A decade ago, Debian maintainers had the reputation of being aloof and surly, looking down on outsiders and dismissing them with sarcasm. Today, discussions on the project mailing lists can get intense, but in many ways Debian is cleaning up its act.
One reason for the change may be that lone maintainers are increasingly giving way to teams, giving project members more practice in getting along with people.
This claim matters because Ubuntu contains documentation and proprietary applications in its repositories that some users may want to install. In addition, when a project in progress bothers to release any packages, these days, it tends to do so for Ubuntu.
The fact is that, because Ubuntu borrows many of its packages from the Debian Testing or Unstable repositories, the two distributions will always have a large degree of compatibility. At the same time, Ubuntu is continuing to differentiate itself from Debian and other distributions, so the amount of compatibility is probably dropping.
So far as I know, no one tracks the amount of compatibility. But, according to a presentation given by Debian Project Leader Stefano Zacchiroli in 2011, 74 percent of Ubuntu's packages are taken directly from Debian's repositories and 18 percent are patched. (The remaining 7 percent are taken from upstream.) These figures suggest that you have approximately two chances in three that any given package is compatible. Probably, the odds are even better if a package is not part of the core system.
To a large extent, Ubuntu now enjoys the popularity that Debian had a decade ago. Innovative where Debian is concerned with stability, user-friendly where Debian has a reputation of being for experts, Ubuntu might be said to have made Debian irrelevant.
A closer look, though, shows that if Debian itself is less important than it once was, its influence is greater than ever. Besides Ubuntu itself, 147 of the 321 distributions listed on Distrowatch are based upon Debian. Add the distributions built upon Ubuntu, and 234 of today's distros — 73 percent — are derived directly or indirectly from Debian. This is an increase of 10 percent over two years ago, and it includes three of the distributions with the top five page views — Linux Mint, Ubuntu, and Debian.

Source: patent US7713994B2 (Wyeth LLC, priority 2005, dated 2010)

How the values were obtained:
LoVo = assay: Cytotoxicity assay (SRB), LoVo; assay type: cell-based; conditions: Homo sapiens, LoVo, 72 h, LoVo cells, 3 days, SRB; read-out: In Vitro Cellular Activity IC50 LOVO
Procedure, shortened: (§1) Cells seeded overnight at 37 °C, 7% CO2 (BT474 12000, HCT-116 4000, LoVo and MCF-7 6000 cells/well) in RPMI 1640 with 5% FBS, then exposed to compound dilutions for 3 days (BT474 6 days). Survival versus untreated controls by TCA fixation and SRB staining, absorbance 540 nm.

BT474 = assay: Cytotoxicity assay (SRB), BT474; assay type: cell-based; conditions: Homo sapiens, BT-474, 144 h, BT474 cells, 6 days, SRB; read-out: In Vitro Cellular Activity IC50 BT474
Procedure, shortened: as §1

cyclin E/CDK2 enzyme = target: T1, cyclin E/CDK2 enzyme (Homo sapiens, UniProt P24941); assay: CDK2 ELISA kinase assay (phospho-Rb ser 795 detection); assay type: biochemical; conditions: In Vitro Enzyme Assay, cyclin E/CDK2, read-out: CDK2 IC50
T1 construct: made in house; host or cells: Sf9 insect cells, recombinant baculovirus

Instead of becoming inconsequential, today Debian is more influential than ever before. You could say that it has become the major upstream project for the Linux desktop.
Technically and socially, Debian has many points in its favor. Its maintainer system ensures that knowledgeable people in touch with upstream projects oversee its packages, and its package testing includes rigorous standards.
Just as importantly, it is among the strongest proofs that a community-based distribution can be as successful as a commercial one. Some users might also like the fact that it offers a position on free software that is independent from the Free Software Foundation.
Yet when people are deciding whether to use Debian, all too often what influences their decisions most are the myths — the rumors that were never true or have long ceased to be true.
When you look behind the myths, today you have no reason not to consider Debian along with other distros that have a better reputation for user-friendliness. Aside from a few qualifications that I mentioned, the modern Debian deserves to be a serious contender when you go shopping for another distro.